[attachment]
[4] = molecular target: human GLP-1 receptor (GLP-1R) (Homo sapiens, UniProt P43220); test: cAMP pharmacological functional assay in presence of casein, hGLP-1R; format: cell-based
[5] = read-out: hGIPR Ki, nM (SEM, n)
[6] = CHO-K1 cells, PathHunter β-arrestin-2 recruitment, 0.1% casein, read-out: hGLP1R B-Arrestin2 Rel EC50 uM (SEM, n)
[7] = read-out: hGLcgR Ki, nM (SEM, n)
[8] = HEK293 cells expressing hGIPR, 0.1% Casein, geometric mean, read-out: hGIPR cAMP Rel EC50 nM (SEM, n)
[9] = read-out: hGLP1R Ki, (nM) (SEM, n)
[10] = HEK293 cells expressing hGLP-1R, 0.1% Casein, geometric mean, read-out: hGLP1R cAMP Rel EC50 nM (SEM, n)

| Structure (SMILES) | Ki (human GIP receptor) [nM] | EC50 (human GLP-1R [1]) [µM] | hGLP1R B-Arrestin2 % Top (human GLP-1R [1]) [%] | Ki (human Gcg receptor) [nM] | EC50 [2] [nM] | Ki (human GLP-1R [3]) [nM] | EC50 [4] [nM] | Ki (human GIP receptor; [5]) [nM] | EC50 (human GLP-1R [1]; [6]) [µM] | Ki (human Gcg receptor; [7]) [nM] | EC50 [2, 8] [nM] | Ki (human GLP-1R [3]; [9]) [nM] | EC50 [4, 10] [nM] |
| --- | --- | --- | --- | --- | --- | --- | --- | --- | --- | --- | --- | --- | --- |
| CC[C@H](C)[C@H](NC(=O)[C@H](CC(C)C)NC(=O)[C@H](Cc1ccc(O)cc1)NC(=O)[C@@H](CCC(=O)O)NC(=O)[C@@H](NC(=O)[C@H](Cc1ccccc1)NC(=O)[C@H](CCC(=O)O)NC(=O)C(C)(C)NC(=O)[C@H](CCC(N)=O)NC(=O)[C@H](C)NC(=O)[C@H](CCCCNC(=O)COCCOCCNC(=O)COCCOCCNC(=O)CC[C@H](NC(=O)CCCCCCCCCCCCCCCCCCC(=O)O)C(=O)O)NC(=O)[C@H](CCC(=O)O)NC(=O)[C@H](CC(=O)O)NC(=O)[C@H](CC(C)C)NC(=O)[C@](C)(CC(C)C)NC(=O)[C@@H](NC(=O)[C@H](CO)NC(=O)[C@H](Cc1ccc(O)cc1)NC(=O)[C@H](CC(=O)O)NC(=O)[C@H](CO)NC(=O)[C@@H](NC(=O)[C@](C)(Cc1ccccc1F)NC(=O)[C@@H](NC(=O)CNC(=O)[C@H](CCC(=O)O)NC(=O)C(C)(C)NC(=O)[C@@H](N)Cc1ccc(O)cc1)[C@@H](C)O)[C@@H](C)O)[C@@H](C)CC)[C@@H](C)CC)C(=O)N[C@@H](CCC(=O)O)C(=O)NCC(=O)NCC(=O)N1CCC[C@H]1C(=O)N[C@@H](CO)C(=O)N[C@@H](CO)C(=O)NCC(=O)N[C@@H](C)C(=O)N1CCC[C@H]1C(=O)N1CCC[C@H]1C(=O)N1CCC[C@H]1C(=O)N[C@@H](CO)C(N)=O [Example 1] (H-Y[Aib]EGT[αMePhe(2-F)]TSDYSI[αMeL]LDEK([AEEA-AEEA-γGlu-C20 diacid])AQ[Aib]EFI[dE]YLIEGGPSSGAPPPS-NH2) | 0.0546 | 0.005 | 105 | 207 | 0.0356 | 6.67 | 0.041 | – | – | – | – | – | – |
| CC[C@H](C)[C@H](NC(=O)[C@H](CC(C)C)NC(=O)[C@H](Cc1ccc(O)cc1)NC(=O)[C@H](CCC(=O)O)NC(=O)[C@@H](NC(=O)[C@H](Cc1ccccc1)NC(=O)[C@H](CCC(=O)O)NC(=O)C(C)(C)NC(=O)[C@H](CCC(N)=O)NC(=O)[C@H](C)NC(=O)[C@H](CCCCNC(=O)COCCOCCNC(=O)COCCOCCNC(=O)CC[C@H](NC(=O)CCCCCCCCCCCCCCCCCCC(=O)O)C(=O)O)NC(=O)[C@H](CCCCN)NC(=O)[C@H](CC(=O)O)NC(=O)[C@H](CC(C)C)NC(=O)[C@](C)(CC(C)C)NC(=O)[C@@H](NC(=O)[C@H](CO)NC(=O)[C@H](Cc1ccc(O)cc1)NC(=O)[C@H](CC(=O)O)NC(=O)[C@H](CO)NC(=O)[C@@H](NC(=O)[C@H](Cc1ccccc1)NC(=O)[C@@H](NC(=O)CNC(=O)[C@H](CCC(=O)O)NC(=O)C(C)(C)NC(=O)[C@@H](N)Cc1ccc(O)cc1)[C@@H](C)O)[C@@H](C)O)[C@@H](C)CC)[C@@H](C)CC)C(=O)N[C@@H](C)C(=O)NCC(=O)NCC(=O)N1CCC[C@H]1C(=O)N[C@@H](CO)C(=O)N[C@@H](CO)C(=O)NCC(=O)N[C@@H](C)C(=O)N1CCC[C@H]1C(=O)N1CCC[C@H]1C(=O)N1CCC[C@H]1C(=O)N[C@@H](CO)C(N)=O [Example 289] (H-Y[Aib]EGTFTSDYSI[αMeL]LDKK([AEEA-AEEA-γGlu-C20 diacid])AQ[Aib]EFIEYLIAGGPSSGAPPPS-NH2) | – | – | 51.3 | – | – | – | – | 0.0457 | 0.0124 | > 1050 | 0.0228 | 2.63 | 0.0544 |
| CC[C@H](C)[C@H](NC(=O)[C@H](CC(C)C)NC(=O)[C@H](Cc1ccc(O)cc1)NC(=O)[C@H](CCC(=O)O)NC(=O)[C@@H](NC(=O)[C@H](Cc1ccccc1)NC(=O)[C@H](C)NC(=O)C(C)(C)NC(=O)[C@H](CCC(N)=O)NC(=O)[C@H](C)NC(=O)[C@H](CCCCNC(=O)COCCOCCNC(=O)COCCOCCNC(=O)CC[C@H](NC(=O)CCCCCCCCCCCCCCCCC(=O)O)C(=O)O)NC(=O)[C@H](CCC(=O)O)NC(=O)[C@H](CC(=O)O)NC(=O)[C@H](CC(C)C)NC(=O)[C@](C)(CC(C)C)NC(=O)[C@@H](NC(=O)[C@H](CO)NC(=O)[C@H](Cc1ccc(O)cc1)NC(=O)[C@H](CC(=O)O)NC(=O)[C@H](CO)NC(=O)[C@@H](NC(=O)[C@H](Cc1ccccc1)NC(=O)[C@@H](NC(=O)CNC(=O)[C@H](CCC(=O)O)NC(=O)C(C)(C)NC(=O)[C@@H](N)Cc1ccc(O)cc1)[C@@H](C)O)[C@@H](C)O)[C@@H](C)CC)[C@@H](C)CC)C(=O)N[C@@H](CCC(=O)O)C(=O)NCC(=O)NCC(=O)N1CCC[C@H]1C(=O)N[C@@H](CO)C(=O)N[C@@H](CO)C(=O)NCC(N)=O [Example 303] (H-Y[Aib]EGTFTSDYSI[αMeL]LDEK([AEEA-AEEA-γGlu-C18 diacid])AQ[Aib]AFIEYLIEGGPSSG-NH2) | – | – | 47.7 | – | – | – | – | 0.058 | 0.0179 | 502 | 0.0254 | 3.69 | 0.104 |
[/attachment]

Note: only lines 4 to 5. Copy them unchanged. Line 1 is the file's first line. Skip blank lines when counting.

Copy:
[7] = read-out: hGLcgR Ki, nM (SEM, n)
[8] = HEK293 cells expressing hGIPR, 0.1% Casein, geometric mean, read-out: hGIPR cAMP Rel EC50 nM (SEM, n)